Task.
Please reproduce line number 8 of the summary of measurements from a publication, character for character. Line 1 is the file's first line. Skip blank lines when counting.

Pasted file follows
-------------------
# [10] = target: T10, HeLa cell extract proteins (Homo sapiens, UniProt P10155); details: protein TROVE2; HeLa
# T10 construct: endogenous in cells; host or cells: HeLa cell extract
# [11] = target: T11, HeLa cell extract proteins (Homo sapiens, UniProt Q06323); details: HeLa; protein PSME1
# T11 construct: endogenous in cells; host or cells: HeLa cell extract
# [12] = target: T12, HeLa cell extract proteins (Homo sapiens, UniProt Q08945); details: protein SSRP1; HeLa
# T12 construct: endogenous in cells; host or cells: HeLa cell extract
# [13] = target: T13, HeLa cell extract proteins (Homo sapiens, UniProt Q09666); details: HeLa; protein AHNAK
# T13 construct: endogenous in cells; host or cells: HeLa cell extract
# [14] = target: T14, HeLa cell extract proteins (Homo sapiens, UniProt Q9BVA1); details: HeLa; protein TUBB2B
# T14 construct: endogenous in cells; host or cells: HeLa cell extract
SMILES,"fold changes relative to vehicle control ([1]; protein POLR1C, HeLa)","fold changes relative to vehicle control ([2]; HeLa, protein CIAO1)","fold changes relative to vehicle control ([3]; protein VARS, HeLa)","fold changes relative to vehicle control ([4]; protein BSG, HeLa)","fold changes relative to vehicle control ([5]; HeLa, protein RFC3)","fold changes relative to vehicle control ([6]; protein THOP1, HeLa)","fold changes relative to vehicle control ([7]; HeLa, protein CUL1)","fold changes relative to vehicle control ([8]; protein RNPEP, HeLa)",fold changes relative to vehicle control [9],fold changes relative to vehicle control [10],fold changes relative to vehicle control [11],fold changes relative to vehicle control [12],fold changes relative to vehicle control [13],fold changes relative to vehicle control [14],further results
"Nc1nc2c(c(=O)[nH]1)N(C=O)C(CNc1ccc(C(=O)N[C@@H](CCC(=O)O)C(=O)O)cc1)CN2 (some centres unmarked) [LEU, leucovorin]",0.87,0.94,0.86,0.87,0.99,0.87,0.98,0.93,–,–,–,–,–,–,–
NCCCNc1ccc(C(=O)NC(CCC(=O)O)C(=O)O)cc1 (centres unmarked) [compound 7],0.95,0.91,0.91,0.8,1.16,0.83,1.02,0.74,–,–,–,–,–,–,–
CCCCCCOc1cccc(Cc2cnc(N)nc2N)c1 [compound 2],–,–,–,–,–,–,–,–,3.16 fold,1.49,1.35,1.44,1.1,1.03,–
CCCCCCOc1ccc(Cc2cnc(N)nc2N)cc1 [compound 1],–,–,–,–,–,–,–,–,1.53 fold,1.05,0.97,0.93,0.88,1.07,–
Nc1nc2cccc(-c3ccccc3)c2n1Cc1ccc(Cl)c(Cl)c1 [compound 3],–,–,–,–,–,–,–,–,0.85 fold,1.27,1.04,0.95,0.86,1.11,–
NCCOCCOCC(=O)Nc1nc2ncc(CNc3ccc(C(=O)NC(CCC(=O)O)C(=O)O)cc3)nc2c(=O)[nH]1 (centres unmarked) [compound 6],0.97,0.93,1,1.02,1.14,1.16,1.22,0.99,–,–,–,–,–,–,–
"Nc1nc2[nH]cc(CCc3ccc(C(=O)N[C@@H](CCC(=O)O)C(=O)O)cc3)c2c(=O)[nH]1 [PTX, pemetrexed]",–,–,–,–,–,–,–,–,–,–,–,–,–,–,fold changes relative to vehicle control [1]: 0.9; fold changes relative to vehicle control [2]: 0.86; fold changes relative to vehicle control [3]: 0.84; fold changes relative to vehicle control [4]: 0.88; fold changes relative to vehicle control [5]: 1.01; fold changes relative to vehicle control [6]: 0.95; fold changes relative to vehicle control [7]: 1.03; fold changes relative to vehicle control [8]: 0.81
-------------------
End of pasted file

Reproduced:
# T13 construct: endogenous in cells; host or cells: HeLa cell extract